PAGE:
The developer has proposed a number of revisions to this TA, which they say results in an improved accessibility rating.
The walking/cycling assessment has been improved from Weak to Average primarily as a result of using the private, members-only Park Health Club as the “gym/leisure centre” destination in place of Hart Leisure Centre. The Park Health Club has a gym and fitness studio but no swimming pool and few other facilities. Hart Leisure Centre has a larger gym, two fitness/dance studios, multiple badminton courts, five a side football space and gymnastics facilities. Hart Leisure Centre also provides casual user prices without an ongoing membership fee and has concessionary rates for various groups. As a small, private, members-only club the Park Health Club should not be considered an appropriate facility for the purposes of the Transport Assessment.
It is also claimed by the developer that improvements could be made to the bus assessment, resulting in an improved score for bus accessibility. However, the developer does not attempt to do this reassessment. It should be noted (see below) that the existing analysis of access by bus itself grossly overstates the bus transport provision.
The rail accessibility is classed as Average, but this rating depends on linked journeys possible by bus from the site, so the Rail accessibility rating is also entirely invalid due to the errors in the bus access analysis.
Further details of each of the transport modes follow below.
The developer’s planning application states that there are four bus stops adjacent to the development site, that the site is served by four separate bus services with 30 minute and 60 minute frequency and concludes therefore that the bus is a feasible alternative to car transport for residents of housing at this site.
The four bus services listed by the developer are as follows:
|30||Basingstoke,Farnborough||Hourly service at bestStops at Hook Railway Station, 1.4km from siteDaytime only service
(last buses arrive 18:20 from F’boro, 18:54 from Basingstoke)
|100||Camberley||Service was cancelled in Feb 2014 but has just been reinstated on a very limited basis – three return trips per day, Mon-Fri only, two to Camberley and the final one to Blackwater. First bus of the day departs Hook 09:28. Last bus of the day arrives in Hook at 13:53.|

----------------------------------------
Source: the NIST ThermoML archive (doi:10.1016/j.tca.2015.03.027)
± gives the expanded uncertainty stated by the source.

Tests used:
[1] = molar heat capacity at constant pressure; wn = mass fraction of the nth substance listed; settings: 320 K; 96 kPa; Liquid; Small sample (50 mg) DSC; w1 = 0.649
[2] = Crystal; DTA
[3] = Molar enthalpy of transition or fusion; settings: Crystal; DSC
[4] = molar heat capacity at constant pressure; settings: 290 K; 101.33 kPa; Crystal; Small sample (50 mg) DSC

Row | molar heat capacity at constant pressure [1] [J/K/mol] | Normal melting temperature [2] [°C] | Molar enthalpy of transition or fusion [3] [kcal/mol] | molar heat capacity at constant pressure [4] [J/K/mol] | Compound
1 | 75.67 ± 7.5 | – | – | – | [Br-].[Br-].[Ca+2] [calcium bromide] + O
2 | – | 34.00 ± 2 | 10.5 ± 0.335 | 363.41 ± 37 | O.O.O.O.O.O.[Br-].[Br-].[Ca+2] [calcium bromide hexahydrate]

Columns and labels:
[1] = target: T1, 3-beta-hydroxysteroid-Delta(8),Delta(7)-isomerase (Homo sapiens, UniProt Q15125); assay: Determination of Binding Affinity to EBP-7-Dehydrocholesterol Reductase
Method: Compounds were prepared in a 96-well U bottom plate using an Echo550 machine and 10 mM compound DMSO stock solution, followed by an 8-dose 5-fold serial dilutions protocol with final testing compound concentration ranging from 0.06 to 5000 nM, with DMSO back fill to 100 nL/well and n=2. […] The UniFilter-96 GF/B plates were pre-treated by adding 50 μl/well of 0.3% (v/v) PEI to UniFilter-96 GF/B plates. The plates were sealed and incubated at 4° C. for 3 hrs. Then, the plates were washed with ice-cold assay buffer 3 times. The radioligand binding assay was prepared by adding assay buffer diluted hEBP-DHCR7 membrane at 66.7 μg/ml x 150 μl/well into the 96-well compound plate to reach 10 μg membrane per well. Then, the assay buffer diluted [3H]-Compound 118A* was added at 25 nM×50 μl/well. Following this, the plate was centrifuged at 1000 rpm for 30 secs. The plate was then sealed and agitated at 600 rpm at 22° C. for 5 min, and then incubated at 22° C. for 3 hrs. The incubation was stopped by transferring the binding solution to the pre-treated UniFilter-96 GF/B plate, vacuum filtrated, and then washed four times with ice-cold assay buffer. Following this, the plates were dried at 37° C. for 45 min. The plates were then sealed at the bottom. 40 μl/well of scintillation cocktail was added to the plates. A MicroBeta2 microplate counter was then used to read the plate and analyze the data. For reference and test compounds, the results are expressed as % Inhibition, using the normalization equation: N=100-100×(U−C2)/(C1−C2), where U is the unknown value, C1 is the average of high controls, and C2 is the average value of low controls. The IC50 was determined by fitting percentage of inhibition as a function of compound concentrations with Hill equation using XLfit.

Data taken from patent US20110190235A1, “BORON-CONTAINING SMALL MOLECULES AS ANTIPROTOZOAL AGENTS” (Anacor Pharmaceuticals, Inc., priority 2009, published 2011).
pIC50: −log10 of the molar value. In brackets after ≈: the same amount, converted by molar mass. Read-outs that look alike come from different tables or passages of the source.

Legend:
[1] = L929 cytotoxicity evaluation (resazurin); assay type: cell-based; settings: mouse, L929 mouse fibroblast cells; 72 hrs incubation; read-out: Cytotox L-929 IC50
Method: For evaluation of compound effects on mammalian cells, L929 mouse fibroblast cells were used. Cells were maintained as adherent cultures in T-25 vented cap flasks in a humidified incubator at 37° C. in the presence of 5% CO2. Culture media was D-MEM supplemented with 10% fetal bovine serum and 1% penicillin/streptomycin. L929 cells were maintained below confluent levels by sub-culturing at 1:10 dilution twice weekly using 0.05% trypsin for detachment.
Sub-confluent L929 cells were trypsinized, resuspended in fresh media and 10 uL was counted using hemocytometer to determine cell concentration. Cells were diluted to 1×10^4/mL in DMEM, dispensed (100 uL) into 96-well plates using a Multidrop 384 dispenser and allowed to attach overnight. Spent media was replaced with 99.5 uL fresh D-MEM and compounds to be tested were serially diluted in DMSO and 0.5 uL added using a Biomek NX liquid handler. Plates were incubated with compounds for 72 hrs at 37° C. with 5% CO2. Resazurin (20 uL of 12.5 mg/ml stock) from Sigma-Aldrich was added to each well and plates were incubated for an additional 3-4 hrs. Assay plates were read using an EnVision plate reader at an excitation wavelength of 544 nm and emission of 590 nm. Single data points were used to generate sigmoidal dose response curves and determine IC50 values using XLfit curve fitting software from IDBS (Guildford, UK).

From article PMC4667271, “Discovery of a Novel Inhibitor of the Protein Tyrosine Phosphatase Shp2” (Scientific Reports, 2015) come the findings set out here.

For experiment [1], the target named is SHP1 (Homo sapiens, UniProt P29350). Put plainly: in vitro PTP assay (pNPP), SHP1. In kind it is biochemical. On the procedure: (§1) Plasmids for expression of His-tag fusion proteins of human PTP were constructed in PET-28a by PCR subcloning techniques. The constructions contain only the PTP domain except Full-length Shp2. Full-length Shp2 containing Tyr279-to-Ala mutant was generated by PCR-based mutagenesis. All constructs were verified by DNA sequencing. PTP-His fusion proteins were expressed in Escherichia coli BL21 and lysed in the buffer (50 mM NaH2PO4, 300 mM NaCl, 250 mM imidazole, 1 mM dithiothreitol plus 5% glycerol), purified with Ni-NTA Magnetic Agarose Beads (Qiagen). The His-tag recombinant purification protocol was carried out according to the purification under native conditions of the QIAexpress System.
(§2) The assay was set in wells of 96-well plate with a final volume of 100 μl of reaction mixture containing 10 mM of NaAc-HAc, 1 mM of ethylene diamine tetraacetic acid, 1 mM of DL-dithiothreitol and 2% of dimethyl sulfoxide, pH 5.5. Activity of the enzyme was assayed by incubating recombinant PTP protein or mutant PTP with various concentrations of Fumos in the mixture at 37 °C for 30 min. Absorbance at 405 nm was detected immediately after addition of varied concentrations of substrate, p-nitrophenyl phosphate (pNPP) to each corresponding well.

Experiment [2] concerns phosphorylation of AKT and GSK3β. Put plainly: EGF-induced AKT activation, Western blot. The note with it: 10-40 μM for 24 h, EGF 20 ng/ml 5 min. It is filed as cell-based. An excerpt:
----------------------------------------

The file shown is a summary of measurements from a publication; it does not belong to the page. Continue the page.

|83||Yateley||School service, one return trip per dayStops at White Hart Pub, 1km from site|
|430||Farnborough||College service, one return trip per dayStops at White Hart Pub, 1km from site|
Of the four bus stops adjacent to the development site only 1 very limited bus service uses any of these.
The developer’s application states that:
“A shared cycle/pedestrian route exists along Holt Lane. It is marked out on the footway and provides a useful facility for cyclists, linking to residential areas and the Bartley Wood Business Park. There are also a number of leisure and recreational routes in the area.”
So a single non-recreational cycle route has been identified by the developer.
“There are currently four National Cycle Network routes in Hampshire, in varying stages of availability and completion. For example; Route 23 runs from nearby Basingstoke to Reading.”
The nearest National Cycle Network route is therefore 5.5 miles from the development site.
The developer says that at 1.1km the rail station is a walkable distance from the proposed development site. The rail station is 1.4km from the proposed development site.
The developer says that bus can be used in a linked journey with rail. There are just three weekday buses from the proposed development site to the rail station so a linked journey is quite unlikely.
Experience of other residents living a lot closer than this site is that private car will be used to link to the rail journey. The station car park is already at or close to capacity and surrounding residential roads are impacted by parking for the station.
The developer’s application states that the following additional local school places will be required as a result of this development:
|Primary (Hook Infant School, Hook Junior School)||165 places||Equivalent to one extra class in every year group|
|Secondary (Robert May’s School)||116 places||Equivalent to one extra class in every year group|
The plan is to expand the Hook Primary Schools and Robert May’s Secondary School. These schools have already been extended multiple times; increasing the capacity of a school should not just mean adding more classrooms.